Dismiss Notice
Join Physics Forums Today!
The friendliest, high quality science and math community on the planet! Everyone who loves science is here!

Blue air bubbles on sand

  1. Feb 28, 2017 #1
    Hi all,
    Not sure it's the right place to ask but I found these while walking on the beach, they seemed to have come from the sea. They "explode" if you walk on them.
    Any ideas what this could be?

    https://ibb.co/fuL0gF
    https://ibb.co/ikrUaa
    https://ibb.co/hj3LgF

    Thanks,

    Audry
     
  2. jcsd
  3. Feb 28, 2017 #2

    lewando

    User Avatar
    Gold Member

    Could be Portuguese Man 'o War (aka "blue bottle") jellyfish.
     
  4. Feb 28, 2017 #3

    Baluncore

    User Avatar
    Science Advisor

  5. Feb 28, 2017 #4

    jim mcnamara

    User Avatar

    Staff: Mentor

    Don't pick one up. Particularly do not touch the 'tentacle' like thing. It is VERY painful, even for long time after the bladder washes up on the beach.
     
  6. Mar 1, 2017 #5

    Fervent Freyja

    User Avatar
    Gold Member

    Oh, I would love to try and preserve one of these! Beautiful.
     
  7. Mar 1, 2017 #6

    davenn

    User Avatar
    Science Advisor
    Gold Member

    Yup ..... in Australia these are the blue bottle jellyfish .... nasty little beasts .... have been stung by them ... very painful

    https://australianmuseum.net.au/bluebottle

    Dave
     
  8. Mar 1, 2017 #7

    DrDu

    User Avatar
    Science Advisor

    What is maybe interesting is the fact that the gas bubbles contain up to 12% of Carbon monoxide which is synthesized by a specialized organ from serine.
     
  9. Mar 1, 2017 #8
    Do they use that CO in their metabolic processes? or is it the product of such processes to be exuded?

    12 % in humans would be fatal for sure.
     
  10. Mar 2, 2017 #9

    jim hardy

    User Avatar
    Science Advisor
    Gold Member
    2016 Award

    Those darn things cause in me intense and extreme revulsion. They're a real hazard at the beaches around Miami where i grew up.
    When in the water their tentacles dangle down a couple feet to trap unfortunate little fish. If one just brushes you it deposits a toxin that gives excruciating pain in a line where it touched. It raises welts and burns for hours.
    I remember as a kid getting a mild hit just once. I'll never forget the sight of a lady who didn't know what they are and swum up under one , writhing in pain trying to pick it off her arms. . The lifeguard was wiping her down with ammonia. It had got her upper arms shoulder and back. She was in serious pain.

    What a horrid death for its prey.
    http://www.norbertwu.com/nwp/behaviors-themes/animals_feeding_web/originals/8562.JPG
    manowar.jpg

    "Did He who made the Lamb make thee ? "
    One of His mistakes , i'd say.

    old jim
     
  11. Mar 2, 2017 #10

    Vanadium 50

    User Avatar
    Staff Emeritus
    Science Advisor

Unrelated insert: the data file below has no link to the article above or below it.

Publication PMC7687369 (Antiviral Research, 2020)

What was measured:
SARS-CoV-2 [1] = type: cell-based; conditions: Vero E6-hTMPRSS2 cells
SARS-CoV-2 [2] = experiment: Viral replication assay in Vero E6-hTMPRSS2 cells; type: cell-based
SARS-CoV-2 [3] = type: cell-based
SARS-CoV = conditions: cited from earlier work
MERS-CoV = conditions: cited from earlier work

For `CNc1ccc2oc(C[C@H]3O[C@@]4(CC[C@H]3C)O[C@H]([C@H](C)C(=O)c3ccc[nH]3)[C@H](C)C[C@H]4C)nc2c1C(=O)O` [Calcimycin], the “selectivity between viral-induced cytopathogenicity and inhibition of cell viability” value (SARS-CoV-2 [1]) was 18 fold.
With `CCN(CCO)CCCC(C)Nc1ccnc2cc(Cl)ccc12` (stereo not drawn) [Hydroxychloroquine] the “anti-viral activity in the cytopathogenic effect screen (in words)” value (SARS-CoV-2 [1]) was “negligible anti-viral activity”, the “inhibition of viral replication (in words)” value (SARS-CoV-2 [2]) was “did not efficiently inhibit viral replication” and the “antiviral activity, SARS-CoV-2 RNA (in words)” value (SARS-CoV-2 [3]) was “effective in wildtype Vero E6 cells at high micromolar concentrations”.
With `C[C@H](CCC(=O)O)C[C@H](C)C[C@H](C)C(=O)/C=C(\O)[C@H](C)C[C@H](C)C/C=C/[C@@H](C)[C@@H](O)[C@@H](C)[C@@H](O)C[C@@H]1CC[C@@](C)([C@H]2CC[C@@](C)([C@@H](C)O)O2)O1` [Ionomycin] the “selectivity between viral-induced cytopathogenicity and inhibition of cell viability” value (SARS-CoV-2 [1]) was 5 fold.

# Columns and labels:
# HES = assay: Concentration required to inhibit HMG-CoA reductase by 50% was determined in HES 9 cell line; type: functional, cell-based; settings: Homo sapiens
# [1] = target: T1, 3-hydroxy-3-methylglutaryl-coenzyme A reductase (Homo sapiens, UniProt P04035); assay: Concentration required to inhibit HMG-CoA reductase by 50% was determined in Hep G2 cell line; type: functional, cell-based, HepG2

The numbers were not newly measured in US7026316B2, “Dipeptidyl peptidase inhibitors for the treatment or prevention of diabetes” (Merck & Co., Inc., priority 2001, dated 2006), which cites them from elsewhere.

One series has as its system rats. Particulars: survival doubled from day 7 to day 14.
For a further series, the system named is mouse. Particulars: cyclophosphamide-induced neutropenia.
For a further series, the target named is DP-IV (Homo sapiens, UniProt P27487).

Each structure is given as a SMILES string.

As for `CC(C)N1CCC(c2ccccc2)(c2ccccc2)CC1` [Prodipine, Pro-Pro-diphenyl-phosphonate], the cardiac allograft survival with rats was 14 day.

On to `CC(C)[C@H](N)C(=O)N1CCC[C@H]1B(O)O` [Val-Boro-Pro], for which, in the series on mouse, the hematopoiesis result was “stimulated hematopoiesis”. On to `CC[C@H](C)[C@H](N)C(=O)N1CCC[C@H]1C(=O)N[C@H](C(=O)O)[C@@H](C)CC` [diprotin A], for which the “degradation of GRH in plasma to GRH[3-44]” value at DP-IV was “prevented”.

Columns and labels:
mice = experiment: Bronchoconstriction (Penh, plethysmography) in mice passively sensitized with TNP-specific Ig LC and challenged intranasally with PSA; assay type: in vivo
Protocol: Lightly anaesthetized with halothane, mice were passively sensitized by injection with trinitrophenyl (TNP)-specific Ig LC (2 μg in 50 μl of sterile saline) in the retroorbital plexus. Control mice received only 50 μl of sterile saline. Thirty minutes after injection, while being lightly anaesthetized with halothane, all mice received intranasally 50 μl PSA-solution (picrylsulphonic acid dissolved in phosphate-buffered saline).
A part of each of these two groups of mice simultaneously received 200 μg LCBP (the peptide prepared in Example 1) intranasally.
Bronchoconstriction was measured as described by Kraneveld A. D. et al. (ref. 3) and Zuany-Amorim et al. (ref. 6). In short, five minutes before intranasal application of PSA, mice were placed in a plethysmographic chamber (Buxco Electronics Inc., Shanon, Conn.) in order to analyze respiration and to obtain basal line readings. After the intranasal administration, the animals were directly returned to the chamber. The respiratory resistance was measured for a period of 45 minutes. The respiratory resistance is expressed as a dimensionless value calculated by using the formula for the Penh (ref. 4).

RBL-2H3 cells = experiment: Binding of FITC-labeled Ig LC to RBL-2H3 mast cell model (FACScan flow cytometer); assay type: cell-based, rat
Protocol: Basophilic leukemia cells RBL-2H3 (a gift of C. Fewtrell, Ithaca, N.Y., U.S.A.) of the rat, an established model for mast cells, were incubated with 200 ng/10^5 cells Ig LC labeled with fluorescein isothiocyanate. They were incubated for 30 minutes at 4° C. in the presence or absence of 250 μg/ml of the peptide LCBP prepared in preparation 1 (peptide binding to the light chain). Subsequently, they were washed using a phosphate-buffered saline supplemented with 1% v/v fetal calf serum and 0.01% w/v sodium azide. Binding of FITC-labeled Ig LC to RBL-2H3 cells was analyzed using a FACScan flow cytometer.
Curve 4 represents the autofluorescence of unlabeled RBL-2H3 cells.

Education Advisor

    Those are Tygers, I believe.
     
  12. Mar 2, 2017 #11

    Baluncore

    User Avatar
    Science Advisor

    They rise and fall by inflating or deflating the float. I believe that the CO is produced to provide the buoyancy.
    See; http://jeb.biologists.org/content/jexbio/37/4/698.full.pdf
    The Source Of Carbon Monoxide In The Float Of The Portuguese Man-Of-War, Physalia Physalis. By Jonathan B. Wittenberg. (April 1960). Conclusion 5: "It is suggested that carbon monoxide secretion serves to inflate the float of Physalia and that carbon monoxide is later slowly replaced by air through diffusion and exchange".

    The “Portuguese man o' war” or Blue Bottle can be painful but is only very rarely fatal.
    I believe a bigger mistake than the Blue Bottle was the Box Jellyfish or "Sea Wasp" that kills many people each year.
    https://en.wikipedia.org/wiki/Box_jellyfish#Danger_to_humans

    But only a devil could have conceived the "Irukandji jellyfish", Carukia barnesi, et al. It is the most venomous jellyfish known, is usually invisible with a medusa only 5mm across, but has fine tentacles about a metre long. Luckily there are few people swimming in Northern Australian waters.
    https://en.wikipedia.org/wiki/Irukandji_jellyfish
     
  13. Mar 8, 2017 #12

    Baluncore

    User Avatar
    Science Advisor

    Just happened across this when surfing the web for hydrodynamics.
    Those bubbles on the sand are certainly advanced technology.

    Why does it have a sail? Because it is a trawler.

    “Hydrodynamics of sailing of the Portuguese man-of-war Physalia physalis”
    By G. Iosilevskii and D. Weihs, 15 December 2008.
    See, Download the pdf from; http://rsif.royalsocietypublishing.org/content/6/36/613
     
Know someone interested in this topic? Share this thread via Reddit, Google+, Twitter, or Facebook

Have something to add?
Draft saved Draft deleted



Similar Discussions: Blue air bubbles on sand
  1. Blue Water (Replies: 4)

  2. Viscosity of air (Replies: 3)

Loading...